Training deep learning models often requires significant compute. For example, training ResNet-50 requires a total of about one exa (1018) single precision operations. Hardware capable of high compute throughput can reduce the training time if high utilization is achieved. High utilization requires high bandwidth memory and clever memory management to keep the compute busy on the chip. These features are in the new generation of Intel Xeon processors: large core count at high processor frequency, fast system memory, large per-core mid-level cache (MLC or L2 cache), and new SIMD instructions making this new generation of Intel Xeon processors an excellent platform for training deep learning models. In Part 1, we review the main hardware features of the Intel Xeon Scalable processors including compute and memory, and compare the performance of the Intel Xeon Scalable processors to previous generations of Intel Xeon processors for deep learning workloads.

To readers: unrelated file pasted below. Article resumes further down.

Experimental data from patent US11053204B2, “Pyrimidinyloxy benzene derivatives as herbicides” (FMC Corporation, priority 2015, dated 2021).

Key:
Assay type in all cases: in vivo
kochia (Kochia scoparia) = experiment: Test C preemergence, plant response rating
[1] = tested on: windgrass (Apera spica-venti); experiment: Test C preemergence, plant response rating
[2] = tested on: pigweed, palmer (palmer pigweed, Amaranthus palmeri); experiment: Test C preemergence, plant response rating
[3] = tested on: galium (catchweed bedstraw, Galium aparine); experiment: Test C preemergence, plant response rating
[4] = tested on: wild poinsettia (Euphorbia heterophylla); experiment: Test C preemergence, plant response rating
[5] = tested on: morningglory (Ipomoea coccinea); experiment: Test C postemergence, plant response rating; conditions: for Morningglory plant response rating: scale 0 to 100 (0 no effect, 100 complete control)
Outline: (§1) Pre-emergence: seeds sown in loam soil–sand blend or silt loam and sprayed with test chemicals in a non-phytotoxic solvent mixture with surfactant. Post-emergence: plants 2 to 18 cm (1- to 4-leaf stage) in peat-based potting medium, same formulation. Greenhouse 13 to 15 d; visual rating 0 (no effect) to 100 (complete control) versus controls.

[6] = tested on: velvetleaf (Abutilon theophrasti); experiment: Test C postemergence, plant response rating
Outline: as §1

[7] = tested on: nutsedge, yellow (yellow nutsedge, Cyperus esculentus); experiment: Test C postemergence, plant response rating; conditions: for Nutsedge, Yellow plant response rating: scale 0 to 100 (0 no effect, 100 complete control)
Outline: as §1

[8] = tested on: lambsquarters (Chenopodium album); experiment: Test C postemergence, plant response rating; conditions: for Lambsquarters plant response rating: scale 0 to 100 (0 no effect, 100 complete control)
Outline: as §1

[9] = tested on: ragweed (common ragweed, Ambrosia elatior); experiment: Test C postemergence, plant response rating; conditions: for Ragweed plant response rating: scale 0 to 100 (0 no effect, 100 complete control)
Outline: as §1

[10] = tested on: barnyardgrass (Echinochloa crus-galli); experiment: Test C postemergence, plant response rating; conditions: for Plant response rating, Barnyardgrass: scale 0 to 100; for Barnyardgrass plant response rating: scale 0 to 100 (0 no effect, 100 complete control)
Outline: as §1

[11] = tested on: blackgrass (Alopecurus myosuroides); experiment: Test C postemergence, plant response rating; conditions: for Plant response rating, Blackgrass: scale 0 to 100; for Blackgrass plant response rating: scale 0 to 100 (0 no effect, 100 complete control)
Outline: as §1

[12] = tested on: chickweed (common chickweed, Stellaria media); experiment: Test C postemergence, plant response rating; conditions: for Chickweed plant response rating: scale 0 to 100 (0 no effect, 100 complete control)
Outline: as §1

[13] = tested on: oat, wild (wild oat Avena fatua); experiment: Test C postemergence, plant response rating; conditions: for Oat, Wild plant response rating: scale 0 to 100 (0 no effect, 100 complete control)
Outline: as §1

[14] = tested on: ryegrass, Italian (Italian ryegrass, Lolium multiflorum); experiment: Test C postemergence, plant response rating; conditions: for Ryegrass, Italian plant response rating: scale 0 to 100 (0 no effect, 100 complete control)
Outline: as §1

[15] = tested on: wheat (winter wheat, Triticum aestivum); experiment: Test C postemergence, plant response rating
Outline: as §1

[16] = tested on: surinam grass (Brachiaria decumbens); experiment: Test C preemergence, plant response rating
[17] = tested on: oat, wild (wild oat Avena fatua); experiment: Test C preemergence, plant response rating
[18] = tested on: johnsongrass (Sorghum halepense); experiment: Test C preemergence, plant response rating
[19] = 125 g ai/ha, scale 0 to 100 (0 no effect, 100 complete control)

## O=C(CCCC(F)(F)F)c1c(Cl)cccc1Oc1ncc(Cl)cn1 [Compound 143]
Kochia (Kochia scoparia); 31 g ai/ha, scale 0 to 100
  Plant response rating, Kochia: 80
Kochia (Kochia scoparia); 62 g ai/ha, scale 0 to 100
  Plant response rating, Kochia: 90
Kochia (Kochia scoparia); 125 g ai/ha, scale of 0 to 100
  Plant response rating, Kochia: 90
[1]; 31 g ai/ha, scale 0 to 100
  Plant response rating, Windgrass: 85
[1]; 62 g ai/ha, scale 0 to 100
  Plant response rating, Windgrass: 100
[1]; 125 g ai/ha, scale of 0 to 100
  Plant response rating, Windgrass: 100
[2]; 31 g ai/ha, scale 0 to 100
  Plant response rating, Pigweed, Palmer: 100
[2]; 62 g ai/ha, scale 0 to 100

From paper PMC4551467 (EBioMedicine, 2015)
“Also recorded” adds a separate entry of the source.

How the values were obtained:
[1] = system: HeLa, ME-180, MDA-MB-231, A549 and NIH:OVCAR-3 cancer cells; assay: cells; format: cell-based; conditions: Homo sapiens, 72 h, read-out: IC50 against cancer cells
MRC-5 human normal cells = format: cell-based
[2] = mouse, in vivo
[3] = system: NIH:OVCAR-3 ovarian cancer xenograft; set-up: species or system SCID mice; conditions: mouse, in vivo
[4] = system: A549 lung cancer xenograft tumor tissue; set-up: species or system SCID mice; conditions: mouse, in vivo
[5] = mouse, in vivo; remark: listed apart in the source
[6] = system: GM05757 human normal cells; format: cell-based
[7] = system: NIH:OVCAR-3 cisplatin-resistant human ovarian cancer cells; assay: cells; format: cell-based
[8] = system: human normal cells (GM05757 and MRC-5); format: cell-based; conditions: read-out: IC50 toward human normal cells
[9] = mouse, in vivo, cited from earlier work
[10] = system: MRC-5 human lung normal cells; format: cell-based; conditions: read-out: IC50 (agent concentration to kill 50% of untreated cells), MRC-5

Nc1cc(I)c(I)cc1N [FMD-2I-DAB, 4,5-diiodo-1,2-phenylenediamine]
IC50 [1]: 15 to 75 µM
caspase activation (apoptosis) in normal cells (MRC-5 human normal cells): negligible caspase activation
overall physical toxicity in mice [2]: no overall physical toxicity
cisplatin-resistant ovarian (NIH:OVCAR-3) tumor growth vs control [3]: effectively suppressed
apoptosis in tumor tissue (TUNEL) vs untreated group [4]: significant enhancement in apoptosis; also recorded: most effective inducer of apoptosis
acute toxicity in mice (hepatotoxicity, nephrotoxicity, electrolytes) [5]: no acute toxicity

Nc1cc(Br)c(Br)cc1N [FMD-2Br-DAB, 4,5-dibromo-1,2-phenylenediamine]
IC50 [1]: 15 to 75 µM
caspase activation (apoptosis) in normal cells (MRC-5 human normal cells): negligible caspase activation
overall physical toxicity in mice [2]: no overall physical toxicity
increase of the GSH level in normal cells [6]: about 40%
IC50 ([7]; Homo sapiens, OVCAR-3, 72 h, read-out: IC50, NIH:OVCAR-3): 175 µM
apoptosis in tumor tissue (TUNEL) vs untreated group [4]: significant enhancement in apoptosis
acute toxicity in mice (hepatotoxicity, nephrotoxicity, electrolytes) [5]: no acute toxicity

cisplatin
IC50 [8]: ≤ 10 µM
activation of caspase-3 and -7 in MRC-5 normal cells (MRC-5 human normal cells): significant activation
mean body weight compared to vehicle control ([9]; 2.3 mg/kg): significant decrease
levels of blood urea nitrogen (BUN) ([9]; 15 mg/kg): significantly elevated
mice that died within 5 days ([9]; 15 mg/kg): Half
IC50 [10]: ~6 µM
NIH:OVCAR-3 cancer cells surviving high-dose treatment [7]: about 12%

In July 2017, Intel launched the Intel Xeon Scalable processor family built on 14 nm process technology. The Intel Xeon Scalable processors can support up to 28 physical cores (56 threads) per socket (up to 8 sockets) at 2.50 GHz processor base frequency and 3.80 GHz max turbo frequency, and six memory channels with up to 1.5 TB of 2,666 MHz DDR4 memory. The top-bin Intel Xeon Platinum processor 8180 provides up to 199GB/s of STREAM Triad performance on a 2-socket systema,b. For inter-socket data transfers, the Intel Xeon Scalable processors introduced the new Ultra Path Interconnect (UPI), a coherent interconnect that replaces QuickPath Interconnect (QPI) and increases the data rate to 10.4 GT/s per UPI port and up to 3 UPI ports in a 2-socket configuration.